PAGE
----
The mask museum was a stop on our way to Galle but we got no added value out of it. Even as we tried to hear the museum guide explaining, our group decided it wasn’t interesting and talked loudly over her. The poor woman got so upset by the interruption that she just stopped delivering material on what was supposed to be a very interesting aspect of their culture and beliefs. Then, in their typical fashion, they ran to the gift shop and proceeded to waste even more time.
The Highest Village in Sri Lanka
This one is all on the weather. The minute we left our hotel in Nuwara Eliya to embark on a tour around the city in tuktuks, it started pouring with no end in sight. So we couldn’t get out and explore what is the highest point and village in the country. Instead, we cuddled up close in the vehicle while trying to avoid getting drenched. It didn’t work.
Well, I voiced my displeasure with our travel companions from the very moment I met them- and while I tried to give them the benefit of the doubt, my first impressions seemed to stick throughout our journey. Everywhere we went was compared to attractions and locations in Lebanon (with Lebanon always winning). They wanted to sing and dance and clap (even in the middle of a lake) while we wanted to listen to the guide and learn as much as we could about Sri Lanka. It also didn’t help that all they seemed concerned with was taking selfies with everything and shopping until there were no souvenirs left.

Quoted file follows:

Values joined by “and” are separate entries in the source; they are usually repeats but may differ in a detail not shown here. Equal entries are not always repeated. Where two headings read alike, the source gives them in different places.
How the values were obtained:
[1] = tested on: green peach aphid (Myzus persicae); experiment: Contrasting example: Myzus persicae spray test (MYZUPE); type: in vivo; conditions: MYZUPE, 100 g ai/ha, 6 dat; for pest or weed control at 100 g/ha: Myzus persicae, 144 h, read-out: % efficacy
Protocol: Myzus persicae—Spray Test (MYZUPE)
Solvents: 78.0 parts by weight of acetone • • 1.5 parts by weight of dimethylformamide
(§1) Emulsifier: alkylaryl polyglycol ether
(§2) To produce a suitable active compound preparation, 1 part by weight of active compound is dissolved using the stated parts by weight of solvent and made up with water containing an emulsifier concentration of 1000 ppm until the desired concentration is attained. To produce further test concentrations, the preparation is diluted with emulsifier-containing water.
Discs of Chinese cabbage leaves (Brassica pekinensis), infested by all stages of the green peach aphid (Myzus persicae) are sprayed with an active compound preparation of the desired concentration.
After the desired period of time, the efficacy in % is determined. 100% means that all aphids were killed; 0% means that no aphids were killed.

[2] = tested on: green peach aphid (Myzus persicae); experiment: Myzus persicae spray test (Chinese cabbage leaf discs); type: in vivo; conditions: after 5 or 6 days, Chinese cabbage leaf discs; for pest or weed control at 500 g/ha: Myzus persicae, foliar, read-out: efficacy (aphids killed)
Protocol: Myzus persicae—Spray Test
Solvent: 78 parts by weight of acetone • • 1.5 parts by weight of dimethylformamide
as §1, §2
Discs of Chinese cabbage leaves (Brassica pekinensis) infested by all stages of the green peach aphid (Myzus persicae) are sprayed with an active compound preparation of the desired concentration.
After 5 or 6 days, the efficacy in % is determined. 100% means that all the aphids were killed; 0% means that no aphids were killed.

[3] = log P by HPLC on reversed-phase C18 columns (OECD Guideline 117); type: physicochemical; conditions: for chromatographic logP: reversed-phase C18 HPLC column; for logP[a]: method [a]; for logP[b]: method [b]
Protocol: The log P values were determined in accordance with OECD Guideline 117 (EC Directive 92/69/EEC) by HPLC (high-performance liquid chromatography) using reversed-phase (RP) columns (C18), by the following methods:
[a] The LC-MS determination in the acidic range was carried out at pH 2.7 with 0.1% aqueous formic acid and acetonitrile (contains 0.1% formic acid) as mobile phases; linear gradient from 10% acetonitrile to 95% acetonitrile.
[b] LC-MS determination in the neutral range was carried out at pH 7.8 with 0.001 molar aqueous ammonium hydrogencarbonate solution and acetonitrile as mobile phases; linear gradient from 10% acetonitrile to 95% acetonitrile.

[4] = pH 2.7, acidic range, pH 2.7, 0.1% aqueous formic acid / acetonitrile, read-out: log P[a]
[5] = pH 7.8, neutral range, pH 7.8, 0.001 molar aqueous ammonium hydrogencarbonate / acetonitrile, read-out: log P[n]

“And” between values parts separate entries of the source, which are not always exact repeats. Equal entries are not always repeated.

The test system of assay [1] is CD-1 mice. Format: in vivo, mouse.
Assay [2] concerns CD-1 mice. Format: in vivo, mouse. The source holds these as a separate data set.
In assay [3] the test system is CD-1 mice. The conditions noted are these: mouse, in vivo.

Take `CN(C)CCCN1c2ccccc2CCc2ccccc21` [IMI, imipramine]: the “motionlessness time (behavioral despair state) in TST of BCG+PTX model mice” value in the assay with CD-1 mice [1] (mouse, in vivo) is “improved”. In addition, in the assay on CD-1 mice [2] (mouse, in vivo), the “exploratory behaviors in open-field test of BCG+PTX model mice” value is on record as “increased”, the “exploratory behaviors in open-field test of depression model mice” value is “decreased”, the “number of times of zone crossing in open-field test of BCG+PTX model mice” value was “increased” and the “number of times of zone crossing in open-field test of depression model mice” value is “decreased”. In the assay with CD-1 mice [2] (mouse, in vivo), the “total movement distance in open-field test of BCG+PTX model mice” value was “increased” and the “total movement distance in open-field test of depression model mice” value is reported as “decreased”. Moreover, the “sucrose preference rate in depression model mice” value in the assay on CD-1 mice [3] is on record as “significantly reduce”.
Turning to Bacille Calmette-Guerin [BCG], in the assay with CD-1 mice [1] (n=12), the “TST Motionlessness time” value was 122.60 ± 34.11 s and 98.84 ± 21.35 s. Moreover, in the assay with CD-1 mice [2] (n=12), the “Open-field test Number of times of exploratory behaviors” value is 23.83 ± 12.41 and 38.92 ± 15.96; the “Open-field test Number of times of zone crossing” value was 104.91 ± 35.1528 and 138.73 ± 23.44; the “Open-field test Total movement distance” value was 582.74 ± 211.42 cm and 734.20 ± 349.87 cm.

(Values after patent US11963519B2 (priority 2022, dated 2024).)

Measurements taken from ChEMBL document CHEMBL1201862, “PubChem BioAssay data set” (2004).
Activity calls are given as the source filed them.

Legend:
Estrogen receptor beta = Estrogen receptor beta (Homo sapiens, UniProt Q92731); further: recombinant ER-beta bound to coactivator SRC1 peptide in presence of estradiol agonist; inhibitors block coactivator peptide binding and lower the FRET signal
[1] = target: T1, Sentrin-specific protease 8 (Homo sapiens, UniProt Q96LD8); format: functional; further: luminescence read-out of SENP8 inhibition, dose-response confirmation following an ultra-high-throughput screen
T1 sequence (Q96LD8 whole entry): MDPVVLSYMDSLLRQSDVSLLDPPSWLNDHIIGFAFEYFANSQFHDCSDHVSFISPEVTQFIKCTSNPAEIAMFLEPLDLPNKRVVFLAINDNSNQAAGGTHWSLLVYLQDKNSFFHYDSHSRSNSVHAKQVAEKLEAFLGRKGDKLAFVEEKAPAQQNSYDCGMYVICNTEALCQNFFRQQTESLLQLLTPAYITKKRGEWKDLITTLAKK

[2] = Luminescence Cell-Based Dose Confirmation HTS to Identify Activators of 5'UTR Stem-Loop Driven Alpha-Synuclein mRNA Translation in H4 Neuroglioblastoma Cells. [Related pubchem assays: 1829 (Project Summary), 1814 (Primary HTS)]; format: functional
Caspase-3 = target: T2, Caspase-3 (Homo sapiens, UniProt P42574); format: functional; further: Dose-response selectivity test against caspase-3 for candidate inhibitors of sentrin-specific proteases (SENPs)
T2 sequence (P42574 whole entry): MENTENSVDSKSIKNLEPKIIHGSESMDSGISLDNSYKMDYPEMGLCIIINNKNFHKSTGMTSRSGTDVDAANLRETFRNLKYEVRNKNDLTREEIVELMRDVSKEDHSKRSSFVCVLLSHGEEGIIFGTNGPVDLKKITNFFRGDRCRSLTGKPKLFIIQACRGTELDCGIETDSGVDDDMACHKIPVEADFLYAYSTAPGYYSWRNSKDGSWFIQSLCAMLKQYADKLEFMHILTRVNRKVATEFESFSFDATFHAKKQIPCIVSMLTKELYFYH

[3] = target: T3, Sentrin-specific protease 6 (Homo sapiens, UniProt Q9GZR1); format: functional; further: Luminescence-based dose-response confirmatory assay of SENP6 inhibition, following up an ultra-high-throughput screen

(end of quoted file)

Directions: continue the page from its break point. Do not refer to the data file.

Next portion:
Needless to say, we did not get along.
There is a silver lining, though.
There was only one other similarly-aged couple (and also newly married) in the group, and while we didn’t make introductions on the very first day, once we started talking, we got along just great. We stuck together for the rest of the trip, sharing meals and spending the evenings in the lobby, laughing at whatever hijinks everyone else seemed to be up to. Along the way, we also discussed interests and traded stories on planning for our respective weddings, as well as married life. So, I have a feeling this new friendship is going to go beyond that particular trip.
In fact, right now, I just want to be back in the lobby of our hotel in Kandy. I don’t think I laughed as hard as I did that night in a very, very long time.